the child and only upon request of the minors adoptive parents.
48



WHAT OTHER MEASURES ARE TO BE TAKEN BY THE GOVERNMENT TO
ENSURE THE BEST INTERESTS OF THE ADOPTED CHILD?
49


The Department of Foreign Affairs, upon representation of the ICAB, shall cause
the preparation of Executive Agreements with countries of the foreign adoption agencies
to ensure the legitimate concurrence of said countries in upholding the safeguards
provided by this Act.


WHAT CHALLENGES ARE FACED BY THE ICAB, THE SENDING AND THE
RECEIVING COUNTRIES?

The Philippines has over a thousand pending applications for Inter-country
Adoptions, the children available for international adoptions have not significantly
increased since it has ratified the 1993 convention. Converse to the figure of availability
of children, the number of applications for international adoptions has continued to
increase. It is not the sole responsibility of a sending country to manage adoption
applications.


47
Distinctive Characteristics of the Philippine Inter-country Adoption Process by Bernadette B.
Abejo
48
Id.
49
Section 15, R.A. 8043
58

As discussed in the recent Special Commission of the Hague Convention of
1993, receiving countries must acknowledge their concurrent responsibility to ensure
that countries of origin must not be pressured to produce children for the growing
demand for adoptions. The primary duty of the country of origin is to find local solutions
for the children and only if no solutions exist open the opportunity to find a permanent
family. The receiving countries must temper the number and kind of applications it
sends to a receiving country to cater to the actual number and profile of children
available for adoption.

It is an established fact that children are susceptible to abuse and neglect. As a
global community, it is our responsibility to ensure that children should be with their own
families when possible and have access to the opportunity for a permanent family if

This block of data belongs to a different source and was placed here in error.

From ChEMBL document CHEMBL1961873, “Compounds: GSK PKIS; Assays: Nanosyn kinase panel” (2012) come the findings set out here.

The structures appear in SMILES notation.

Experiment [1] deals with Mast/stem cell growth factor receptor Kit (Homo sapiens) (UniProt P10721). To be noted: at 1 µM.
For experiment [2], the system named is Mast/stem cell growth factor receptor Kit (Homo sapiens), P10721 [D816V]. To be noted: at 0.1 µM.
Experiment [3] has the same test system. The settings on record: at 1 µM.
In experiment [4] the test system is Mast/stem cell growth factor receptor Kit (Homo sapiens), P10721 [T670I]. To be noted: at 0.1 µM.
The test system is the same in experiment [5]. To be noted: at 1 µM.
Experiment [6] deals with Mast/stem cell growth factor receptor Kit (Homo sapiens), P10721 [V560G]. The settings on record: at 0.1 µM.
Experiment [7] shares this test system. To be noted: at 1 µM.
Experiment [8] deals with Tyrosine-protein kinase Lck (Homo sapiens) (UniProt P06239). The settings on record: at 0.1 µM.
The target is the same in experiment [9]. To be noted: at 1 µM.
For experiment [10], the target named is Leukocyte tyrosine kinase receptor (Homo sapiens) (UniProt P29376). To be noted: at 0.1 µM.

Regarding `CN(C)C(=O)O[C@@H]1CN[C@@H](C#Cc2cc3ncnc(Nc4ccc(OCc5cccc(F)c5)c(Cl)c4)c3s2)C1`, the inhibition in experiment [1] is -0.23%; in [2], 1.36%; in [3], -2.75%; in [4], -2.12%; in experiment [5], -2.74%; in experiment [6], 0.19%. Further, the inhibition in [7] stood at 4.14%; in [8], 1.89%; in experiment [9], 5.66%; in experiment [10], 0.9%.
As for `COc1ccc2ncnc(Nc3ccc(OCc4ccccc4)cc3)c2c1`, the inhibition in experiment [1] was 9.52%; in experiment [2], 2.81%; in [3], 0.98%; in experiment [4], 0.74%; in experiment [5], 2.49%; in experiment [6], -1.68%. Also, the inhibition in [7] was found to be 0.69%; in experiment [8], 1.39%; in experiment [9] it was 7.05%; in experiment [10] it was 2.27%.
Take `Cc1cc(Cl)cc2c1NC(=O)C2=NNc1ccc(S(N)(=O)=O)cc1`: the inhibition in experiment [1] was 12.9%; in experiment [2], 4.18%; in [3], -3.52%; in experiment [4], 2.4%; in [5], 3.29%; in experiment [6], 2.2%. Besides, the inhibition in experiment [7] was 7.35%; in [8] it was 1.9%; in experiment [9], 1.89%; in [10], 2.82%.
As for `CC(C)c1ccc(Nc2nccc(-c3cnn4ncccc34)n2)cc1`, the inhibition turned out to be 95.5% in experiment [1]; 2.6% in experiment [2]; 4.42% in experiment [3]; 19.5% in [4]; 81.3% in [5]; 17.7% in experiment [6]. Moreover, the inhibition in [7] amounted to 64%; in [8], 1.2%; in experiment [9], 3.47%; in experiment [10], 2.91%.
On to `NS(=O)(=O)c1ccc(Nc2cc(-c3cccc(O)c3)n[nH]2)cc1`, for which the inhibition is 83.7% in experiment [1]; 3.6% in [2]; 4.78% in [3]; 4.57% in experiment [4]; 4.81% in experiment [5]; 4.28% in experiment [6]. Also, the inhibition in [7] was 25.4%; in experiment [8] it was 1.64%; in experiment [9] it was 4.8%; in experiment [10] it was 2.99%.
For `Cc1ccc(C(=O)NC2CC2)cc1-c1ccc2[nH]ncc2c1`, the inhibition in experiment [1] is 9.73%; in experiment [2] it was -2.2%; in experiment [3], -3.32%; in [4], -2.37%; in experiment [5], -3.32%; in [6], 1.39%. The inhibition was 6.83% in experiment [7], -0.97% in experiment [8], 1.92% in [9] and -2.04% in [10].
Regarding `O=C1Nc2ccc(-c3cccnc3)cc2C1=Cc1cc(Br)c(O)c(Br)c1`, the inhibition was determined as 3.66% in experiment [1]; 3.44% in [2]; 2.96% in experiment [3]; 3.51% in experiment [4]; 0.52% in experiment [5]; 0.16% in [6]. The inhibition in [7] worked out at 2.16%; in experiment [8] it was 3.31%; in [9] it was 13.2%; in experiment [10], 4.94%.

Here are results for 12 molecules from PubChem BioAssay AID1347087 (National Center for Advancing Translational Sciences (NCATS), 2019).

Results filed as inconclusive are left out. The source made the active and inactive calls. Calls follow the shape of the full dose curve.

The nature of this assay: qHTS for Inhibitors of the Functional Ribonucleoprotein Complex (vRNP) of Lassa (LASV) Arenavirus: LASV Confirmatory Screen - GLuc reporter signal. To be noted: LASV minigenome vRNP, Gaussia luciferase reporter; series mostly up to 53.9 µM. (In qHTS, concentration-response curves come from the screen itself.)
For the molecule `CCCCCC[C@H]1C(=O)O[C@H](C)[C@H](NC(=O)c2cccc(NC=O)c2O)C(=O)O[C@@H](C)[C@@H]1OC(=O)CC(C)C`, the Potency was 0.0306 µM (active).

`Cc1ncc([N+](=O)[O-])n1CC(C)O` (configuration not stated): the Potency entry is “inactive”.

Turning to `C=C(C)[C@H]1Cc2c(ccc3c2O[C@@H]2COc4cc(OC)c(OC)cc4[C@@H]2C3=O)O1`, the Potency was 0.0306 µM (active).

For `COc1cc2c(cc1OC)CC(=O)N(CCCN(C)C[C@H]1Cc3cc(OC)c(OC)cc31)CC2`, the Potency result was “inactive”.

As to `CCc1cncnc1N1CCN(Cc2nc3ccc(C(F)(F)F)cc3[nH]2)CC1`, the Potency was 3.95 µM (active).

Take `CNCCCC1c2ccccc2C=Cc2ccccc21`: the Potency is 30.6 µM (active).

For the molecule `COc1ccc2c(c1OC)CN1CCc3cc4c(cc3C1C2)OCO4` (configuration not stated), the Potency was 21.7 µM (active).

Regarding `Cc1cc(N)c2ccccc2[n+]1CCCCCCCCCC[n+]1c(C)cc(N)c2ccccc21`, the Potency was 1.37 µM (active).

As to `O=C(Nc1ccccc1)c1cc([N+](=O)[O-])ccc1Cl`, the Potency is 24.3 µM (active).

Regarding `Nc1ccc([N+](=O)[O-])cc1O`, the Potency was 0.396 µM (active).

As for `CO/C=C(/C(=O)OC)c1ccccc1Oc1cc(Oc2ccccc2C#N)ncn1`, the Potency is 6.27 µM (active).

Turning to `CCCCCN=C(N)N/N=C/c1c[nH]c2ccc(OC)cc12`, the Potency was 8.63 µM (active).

none exists.

The inclusion of substantive safeguards and procedures in the convention may
deter negative elements from abusing the rights of children for adoption. The nature of
the convention as a cooperative agreement between nations does not guarantee nor
prevent in full the prevalence of abuse by negative elements who perceives adoption
as a business.

The challenge is to press further cooperation among the states whether or not
signatory to the convention to work together to prevent finalization of adoptions in
jurisdictions outside of the country of origin or refuse granting entry permits for children
into the receiving country if without the concurrence of the proper competent authorities
of the childrens countries of origin.
50



V. MODIFIED PROCEDURE
51
FOR RELATIVE ADOPTION CASES UNDER RA
8043
52


Relative Adoption as applies to inter-country adoption refers to the adoption
of Filipino child/children by relatives residing abroad within the fourth (4th) degree of
consanguinity.

Former Filipinos permanently residing abroad and/or foreigners intending to
undertake either local adoption (the filing and the finalization of the adoption is done in
the Philippines and have the intention of bringing the adoptive child to their country of
residence) or through the inter-country adoption route MUST first secure the approval of
the Central Authority on Inter-country Adoption in the country of residence before filing